The NHL is talking about making nets bigger. They are talking about shrinking goalie equipment again. They are looking at goalies as the way to fix the low-scoring nature of the NHL. They need to realize that no matter what ideas they come up with and what they change, the NHL is what it is and part of the issue is that there have been so many advancements in other areas of the game that the NHL can no longer be the free-flowing game of the 1980s.
Technology has changed the way that coaches coach. With the way technology is nowadays they are able to prepare tactics to change the way that they play certain teams or at least figure out how they can impose their team's style of play on anyone and that is a big difference from earlier times. It is not the goalies' faults that their coaches are suddenly able to game plan better then ever before. What has happened is that the NHL has been changed by technology in such a way that any rule changes they make can and will be counteracted or worked around in a season or two. Always.
That is why it is a bad idea to come up with a rule like "make the nets bigger" because the goalies will perfect their craft in a new net. Want to change interference? Teams will find a way to work around that. The NHL is beyond the point of being able to change rules to increase scoring for good because teams adapt quickly to the changes. What can be done to make NHL games more watchable, even if they are low-scoring?
Bring Back the Two-Minute Power-Play
Back in the 1950s the NHL decided that the Montreal Canadiens were too good at scoring on the power-play and to change that they had to make the rule be "two minutes or less" instead of "as many goals as you can score in two minutes." Although teams would surely adapt to having to kill a full two minute power-play in short order, think of the amount of end of the penalty-kill breakaways we would get and how much fun that could be. Remember: innovations will be counteracted by coaches pretty quickly so improving the watchability should be the main goal of the NHL.
Take Away the Trapezoid
Goalies playing the puck is fun so why not make it so they can play the puck more and get themselves into more trouble to the point where coaches will put shock collars on their goalies and shock them from the bench when they go to leave the net. Wouldn't that be fun? In all honesty, taking away the trapezoid would force teams to carry the puck in more unless they want the opposing goalie playing it, which could lead to more skilled players being on teams because not too many present-day fourth liners would be good at not carrying the puck into the offensive zone. Requiring more skill could lead to more scoring in the long run.
A penalty is a penalty is a penalty. The NHL forgets this when: it is convenient for them, one team is in the lead, they allow interference "just because" amongst other things. Interference is interference. Calling it whenever it happens would open up the game and it would force coaches and players to adjust to the rule changes by learning how to defend without interfering on an opponent. Tough luck if you cannot figure that one out. There is also the whole thing of leading teams having a harder time drawing penalties. I do not have any proof that leading teams have a harder time drawing penalties, but it sure feels like it. That may be because score-effects are a real thing and more often than not leading teams start "eating it" at some point and are forced into taking more penalties because they have the puck less. And referees cannot decide when the rule book is applied in a game and when it is not. A penalty is a penalty is a penalty.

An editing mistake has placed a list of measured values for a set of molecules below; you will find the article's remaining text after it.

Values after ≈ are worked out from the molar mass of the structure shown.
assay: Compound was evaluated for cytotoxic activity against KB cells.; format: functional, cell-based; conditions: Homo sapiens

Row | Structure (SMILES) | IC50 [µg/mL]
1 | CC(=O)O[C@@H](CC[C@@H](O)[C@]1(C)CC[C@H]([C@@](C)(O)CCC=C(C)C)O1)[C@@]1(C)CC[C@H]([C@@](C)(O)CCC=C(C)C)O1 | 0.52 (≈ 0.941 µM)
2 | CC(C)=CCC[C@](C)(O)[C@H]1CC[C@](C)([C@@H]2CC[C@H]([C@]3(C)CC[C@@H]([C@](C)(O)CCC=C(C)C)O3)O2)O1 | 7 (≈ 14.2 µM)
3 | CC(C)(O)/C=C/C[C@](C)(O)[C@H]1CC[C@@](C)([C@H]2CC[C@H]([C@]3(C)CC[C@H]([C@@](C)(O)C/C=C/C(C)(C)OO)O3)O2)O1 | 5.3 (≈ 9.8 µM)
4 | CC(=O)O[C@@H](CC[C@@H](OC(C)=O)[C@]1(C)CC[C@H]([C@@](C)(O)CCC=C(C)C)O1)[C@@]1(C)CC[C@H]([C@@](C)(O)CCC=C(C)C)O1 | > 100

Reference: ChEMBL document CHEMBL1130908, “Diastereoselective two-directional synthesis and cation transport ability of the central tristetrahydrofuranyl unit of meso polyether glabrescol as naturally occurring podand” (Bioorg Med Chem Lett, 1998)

Enact Long Changes for the Entire Game
Pension Plan Puppets person DragLikePull recently suggested this as a way to get more offence into the game and it makes sense because coaches have not yet solved the whole long change thing as it has been in the game for so long says that they might still struggle to solve it if they have to deal with it for all three periods. Get on it, NHL!
Find New Coaches
This really is not a long-term fix, but it would be good if the NHL opened up its coaching ranks to outsiders of the old boys club and watched to see what innovations they come in with. Maybe it is three forwards in overtime, maybe it is constantly evolving the construct of the team, maybe it is a new system that is hard to counteract, maybe it is having no system at all. Whatever they bring could be a new perspective on the old NHL and could cause a ripple effect across the NHL because the NHL is a copycat league and if a team with newfangled ideas finds success, more teams could copy that fun style of play.
These are some ideas that the NHL can implement and some that are outlandish and silly while others are meant to be completely serious. It is highly possible that the NHL itself has tinkered with the game so much and with the addition of basic video technology to scouting that scoring will never be what it once was, but that does not mean that hockey's watchability factor should be diminished. Scoring is not what makes hockey fun to watch, skill is. By shifting the emphasis to minor changes that emphasize the skill element of hockey. Changing the rules around goalies will not help increase scoring for an extended period of time and it will certainly not make hockey more watchable. Instead, changing simple rules and opening up the old boys coaching club to admit new-age thinkers who might have some ideas of how to coach hockey.
Knowing the NHL, they will continue to look at goaltending as a way to increase scoring instead of looking at actual changes to the game that they could make to help make NHL hockey easier to watch.